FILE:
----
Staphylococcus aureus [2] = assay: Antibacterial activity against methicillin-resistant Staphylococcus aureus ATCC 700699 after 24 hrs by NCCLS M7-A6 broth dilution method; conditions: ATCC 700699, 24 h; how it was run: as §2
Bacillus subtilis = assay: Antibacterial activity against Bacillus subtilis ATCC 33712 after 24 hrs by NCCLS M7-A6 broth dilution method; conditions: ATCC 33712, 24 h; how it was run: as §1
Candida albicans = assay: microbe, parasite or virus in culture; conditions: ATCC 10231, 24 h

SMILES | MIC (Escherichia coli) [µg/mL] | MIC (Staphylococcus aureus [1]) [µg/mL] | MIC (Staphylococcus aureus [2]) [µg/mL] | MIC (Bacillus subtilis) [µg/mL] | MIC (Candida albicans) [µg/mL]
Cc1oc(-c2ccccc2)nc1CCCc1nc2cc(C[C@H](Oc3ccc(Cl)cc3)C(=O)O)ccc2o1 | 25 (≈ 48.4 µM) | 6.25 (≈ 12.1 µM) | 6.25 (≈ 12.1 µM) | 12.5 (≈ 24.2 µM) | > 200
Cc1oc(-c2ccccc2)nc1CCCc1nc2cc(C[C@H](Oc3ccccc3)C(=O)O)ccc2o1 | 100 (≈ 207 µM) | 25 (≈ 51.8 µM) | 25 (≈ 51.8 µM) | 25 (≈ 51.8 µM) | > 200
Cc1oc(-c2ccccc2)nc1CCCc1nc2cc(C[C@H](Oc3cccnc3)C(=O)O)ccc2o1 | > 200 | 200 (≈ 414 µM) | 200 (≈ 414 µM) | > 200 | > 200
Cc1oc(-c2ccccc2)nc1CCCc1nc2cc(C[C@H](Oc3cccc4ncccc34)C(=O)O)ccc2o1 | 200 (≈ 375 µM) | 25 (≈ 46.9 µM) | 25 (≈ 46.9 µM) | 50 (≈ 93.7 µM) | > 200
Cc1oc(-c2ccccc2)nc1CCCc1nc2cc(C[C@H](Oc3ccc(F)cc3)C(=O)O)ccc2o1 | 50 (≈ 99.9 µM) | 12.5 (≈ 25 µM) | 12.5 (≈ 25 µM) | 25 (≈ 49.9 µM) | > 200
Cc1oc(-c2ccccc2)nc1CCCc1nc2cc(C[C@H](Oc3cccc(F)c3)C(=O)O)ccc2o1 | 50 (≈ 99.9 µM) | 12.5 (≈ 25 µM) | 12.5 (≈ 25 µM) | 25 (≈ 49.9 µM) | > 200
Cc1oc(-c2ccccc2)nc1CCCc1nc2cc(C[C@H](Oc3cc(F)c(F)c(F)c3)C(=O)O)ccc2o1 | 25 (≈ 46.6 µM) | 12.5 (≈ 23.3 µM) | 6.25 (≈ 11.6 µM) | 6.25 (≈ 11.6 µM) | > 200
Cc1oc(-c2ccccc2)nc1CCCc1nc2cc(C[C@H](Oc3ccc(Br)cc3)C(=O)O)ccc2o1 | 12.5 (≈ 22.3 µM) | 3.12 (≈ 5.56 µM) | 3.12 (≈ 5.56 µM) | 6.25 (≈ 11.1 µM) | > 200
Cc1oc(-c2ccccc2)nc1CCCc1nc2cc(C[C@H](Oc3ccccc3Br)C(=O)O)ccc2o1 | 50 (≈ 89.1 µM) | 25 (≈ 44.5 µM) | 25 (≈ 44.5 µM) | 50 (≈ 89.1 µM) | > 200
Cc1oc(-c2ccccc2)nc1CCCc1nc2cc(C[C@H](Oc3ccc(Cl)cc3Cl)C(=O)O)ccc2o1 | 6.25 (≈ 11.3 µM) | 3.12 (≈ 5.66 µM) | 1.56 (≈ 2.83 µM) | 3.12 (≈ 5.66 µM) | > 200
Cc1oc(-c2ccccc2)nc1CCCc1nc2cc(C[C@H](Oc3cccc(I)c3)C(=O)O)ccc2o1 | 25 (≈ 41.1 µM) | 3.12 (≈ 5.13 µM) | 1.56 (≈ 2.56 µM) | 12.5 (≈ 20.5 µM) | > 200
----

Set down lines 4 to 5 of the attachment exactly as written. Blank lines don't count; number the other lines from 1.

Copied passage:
SMILES | MIC (Escherichia coli) [µg/mL] | MIC (Staphylococcus aureus [1]) [µg/mL] | MIC (Staphylococcus aureus [2]) [µg/mL] | MIC (Bacillus subtilis) [µg/mL] | MIC (Candida albicans) [µg/mL]
Cc1oc(-c2ccccc2)nc1CCCc1nc2cc(C[C@H](Oc3ccc(Cl)cc3)C(=O)O)ccc2o1 | 25 (≈ 48.4 µM) | 6.25 (≈ 12.1 µM) | 6.25 (≈ 12.1 µM) | 12.5 (≈ 24.2 µM) | > 200